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In its pure state one ounce of gold can be stretched to a length of 50 miles. Gold is more malleable than any other metal. Gold can be hammered to a thickness of 1/300,000th of an inch thick.

In making jewelry, some gold chains are "gold-filled", which is usually 14k gold heavy-layered over sterling silver.

Pure gold is 24 karats, 10 k is a little less than 1/2 gold, and 14 k is a little more than 1/2 pure gold.

Europe uses number designations which correspond to the percentage of gold content. For instance, 10K is marked "417" for 41.7% gold; 14K is marked "585" for 58.5% gold; 18K is marked "750" for 75% gold, etc.






10 K Yellow  





12 K Yellow  





14 K Yellow  





18 K Yellow  





Pronounced a symbol of wealth and power since ancient times, gold still proves to be one of the most coveted metals today. Its brilliance inspired the Incas to cover every wall of its magnificent Temple of the Sun in gold in the 14th century. Its riches inspired Cortes to defeat Montezuma and seize the Aztec’s vast gold stores in the 15th century. And its contagious fever captivated thousands to migrate west for the California Gold Rush in 1848.

Gold jewelry, though a mass-marketed product today, occupies a rich history that dates back to the beginning of civilization. Following the fall of the Roman Empire, the mining and production of gold halted for nearly 1000 years until the Spanish discovered America in 1492. Cortes invaded Mexico and seized its gold treasures in an effort to revive Spain’s economy in 1519. In 1531, Pizarro invaded Peru and captured the Incas’ ruler Atahualpa, immediately melting down the Inca’s golden artifacts to ship back to Spain. Earlier on, the Incas, who considered gold “the sweat of the sun,” conquered the Chimu Empire and made the Chimu goldsmiths cover every inch of The Temple of the Sun’s walls in gold.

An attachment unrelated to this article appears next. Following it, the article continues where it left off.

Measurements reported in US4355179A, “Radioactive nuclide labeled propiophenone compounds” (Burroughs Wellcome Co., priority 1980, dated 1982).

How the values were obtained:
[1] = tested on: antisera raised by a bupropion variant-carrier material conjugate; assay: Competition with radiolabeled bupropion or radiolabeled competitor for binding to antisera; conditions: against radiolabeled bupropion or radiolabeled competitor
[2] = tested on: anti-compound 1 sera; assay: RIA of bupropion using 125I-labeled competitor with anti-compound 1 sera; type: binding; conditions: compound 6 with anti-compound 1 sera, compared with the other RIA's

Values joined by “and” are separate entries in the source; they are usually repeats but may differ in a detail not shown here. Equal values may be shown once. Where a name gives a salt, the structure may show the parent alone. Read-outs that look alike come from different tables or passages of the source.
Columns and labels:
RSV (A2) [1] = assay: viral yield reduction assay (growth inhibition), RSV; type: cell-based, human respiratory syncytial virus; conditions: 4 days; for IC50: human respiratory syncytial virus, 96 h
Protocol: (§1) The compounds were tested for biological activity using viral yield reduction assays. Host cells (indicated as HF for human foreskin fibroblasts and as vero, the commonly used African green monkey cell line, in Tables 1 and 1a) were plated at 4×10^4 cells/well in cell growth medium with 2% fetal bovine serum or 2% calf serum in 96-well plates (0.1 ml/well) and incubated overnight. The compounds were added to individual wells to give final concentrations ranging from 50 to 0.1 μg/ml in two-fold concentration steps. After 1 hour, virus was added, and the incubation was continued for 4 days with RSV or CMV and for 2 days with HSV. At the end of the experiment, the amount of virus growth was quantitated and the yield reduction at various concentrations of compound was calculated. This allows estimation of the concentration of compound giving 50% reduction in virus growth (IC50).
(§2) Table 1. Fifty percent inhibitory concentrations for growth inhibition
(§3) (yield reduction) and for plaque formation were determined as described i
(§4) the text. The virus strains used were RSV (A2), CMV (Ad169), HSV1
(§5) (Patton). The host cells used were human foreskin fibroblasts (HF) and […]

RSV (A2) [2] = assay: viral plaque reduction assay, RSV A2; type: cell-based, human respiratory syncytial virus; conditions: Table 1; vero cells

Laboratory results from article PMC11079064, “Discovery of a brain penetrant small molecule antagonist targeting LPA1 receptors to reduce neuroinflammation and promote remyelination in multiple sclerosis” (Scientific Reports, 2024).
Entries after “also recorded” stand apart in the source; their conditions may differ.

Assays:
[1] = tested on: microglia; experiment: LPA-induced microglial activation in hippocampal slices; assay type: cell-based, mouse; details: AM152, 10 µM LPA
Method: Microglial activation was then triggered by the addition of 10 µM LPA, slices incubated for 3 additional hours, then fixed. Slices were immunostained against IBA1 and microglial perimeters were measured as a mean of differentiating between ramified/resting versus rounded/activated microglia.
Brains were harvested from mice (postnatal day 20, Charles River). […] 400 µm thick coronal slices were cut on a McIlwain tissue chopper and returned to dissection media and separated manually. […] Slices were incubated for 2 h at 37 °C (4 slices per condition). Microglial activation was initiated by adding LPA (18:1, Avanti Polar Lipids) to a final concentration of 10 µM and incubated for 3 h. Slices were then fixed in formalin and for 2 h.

Though the Spanish conquerors exhausted gold artifacts and mines, over 90% of the world’s gold has been produced since the gold rush of 1848. Gold mining took on a much larger dimension after the discovery of Sutter’s Mill on the American River in 1848. Soon after, gold was discovered in Australia and South Africa. These discoveries and supplementary increase in gold supply marked a turning point—gold, once a rare metal afforded only by royalty was now more attainable by people of all classes.

Pihder said it best nearly 2,500 years ago when he wrote, “Gold is the child of Zeus, neither moth nor rust devoureth it.” Indeed, its beauty is timeless and materiality enduring, proving a powerful combination that will ensure gold’s coveted stature through time.


Sterling silver is the standard of quality for articles containing 92.5% silver and 7.5% copper.

Sterling Silver jewelry can be marked with a number such as:
American - 925;    European - 935;    French - 800;    Russian- 88 or 84.

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